Both PG&E and its regulator have had a longstanding culture of simply checking off boxes, rather than deeply considering the safety of their system, according a blistering report released Thursday by an independent panel.The independent panel was assembled last fall by the California Public Utilities Commission to assess the factors that contributed to the explosion of a Pacific Gas & Electric Corp. gas pipeline in San Bruno last September, which took the lives of eight people and destroyed dozens of homes. Read More
The head of a federal investigation into the gas pipeline explosion in San Bruno criticized Pacific Gas & Electric on Wednesday for only recently revealing records about a previous leak on the same line.
Later the same day, state regulators granted PG&E more time to turn over records about the safety of its pipelines. Read More
San Francisco will lose power in state government. A portion of The City could be unrepresented in the state Senate for two years. And a host of career politicians’ futures are flailing wildly in the winds of redistricting.
Those are the wild possibilities confronting San Francisco’s political leadership this week, after the first peek at how the state’s independent Redistricting Commission — California’s first-ever attempt at politics-free district drawing — may reapportion the lines of power in California. Read More
In an attempt to cut down on the notoriously long delays at the Department of Motor Vehicles in San Francisco, the office’s new managers have introduced a policy that frequently forces customers to line up outside, regardless of the weather.
So as if waiting in line at the DMV weren’t miserable enough, now you may be doing it in the rain.
But DMV officials say it’s either wait in the rain or wait longer inside. Read More
In retrospect, losing $155 million of public funds in a single day was like a bad hit to the immune system. Alone, it wasn’t enough to kill the patient, but it sure didn’t help when the patient caught a bad flu right afterward. Nearly three years after San Mateo County took the biggest hit from the collapse of Lehman Brothers of any municipality in the nation, financial leaders on the Peninsula say the loss is still being felt, especially in the county’s school districts. Read More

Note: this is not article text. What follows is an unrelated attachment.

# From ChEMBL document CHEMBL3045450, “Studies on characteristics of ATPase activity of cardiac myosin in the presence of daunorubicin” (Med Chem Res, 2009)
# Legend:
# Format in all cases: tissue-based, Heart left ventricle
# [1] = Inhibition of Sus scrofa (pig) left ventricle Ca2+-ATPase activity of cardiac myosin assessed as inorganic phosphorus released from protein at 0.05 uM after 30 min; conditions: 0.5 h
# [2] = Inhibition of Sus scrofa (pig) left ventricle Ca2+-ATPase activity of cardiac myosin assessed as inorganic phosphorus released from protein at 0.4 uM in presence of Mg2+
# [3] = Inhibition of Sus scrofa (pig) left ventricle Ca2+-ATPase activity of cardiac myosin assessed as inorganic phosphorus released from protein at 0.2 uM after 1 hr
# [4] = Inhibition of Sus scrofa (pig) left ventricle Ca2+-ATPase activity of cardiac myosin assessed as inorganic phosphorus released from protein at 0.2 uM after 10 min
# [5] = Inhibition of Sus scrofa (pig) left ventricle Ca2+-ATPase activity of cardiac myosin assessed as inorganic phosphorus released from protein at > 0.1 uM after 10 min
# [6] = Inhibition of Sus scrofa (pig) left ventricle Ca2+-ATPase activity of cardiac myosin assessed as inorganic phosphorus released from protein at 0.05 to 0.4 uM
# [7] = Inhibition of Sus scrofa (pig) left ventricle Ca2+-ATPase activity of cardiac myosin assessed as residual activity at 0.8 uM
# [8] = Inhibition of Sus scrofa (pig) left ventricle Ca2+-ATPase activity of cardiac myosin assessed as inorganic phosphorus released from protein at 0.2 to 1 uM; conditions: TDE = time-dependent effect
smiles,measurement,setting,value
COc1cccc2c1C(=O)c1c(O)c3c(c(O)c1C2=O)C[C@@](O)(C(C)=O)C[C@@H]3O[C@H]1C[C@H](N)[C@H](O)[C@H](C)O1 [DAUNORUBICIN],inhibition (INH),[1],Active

Budget cuts could shut down community college classes in Half Moon Bay, forcing Coastside residents to travel farther to go to school.
Three years ago, the College of San Mateo began offering classes from two classrooms and a computer lab in downtown Half Moon Bay.
About 10 percent of the community college district’s students come from the coast, but until then, those students had to drive half an hour north to San Bruno’s Skyline College, or 20 minutes over the hill to College of San Mateo. Read More
Cities around the county have toyed with the idea of banning plastic bags — but they tend to drop the idea as soon as the word “lawsuit” is heard from bag manufacturers.
In an effort to fend off legal challenges, several cities are now calling for the City/County Association of Governments to conduct a countywide environmental review of the project — a move they say could free each city to choose to ban the bags without worrying about repercussions. Read More